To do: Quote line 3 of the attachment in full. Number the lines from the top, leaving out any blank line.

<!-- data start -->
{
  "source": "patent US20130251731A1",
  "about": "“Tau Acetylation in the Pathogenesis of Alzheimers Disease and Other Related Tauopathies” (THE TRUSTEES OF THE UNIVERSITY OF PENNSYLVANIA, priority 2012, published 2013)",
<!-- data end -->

  "about": "“Tau Acetylation in the Pathogenesis of Alzheimers Disease and Other Related Tauopathies” (THE TRUSTEES OF THE UNIVERSITY OF PENNSYLVANIA, priority 2012, published 2013)",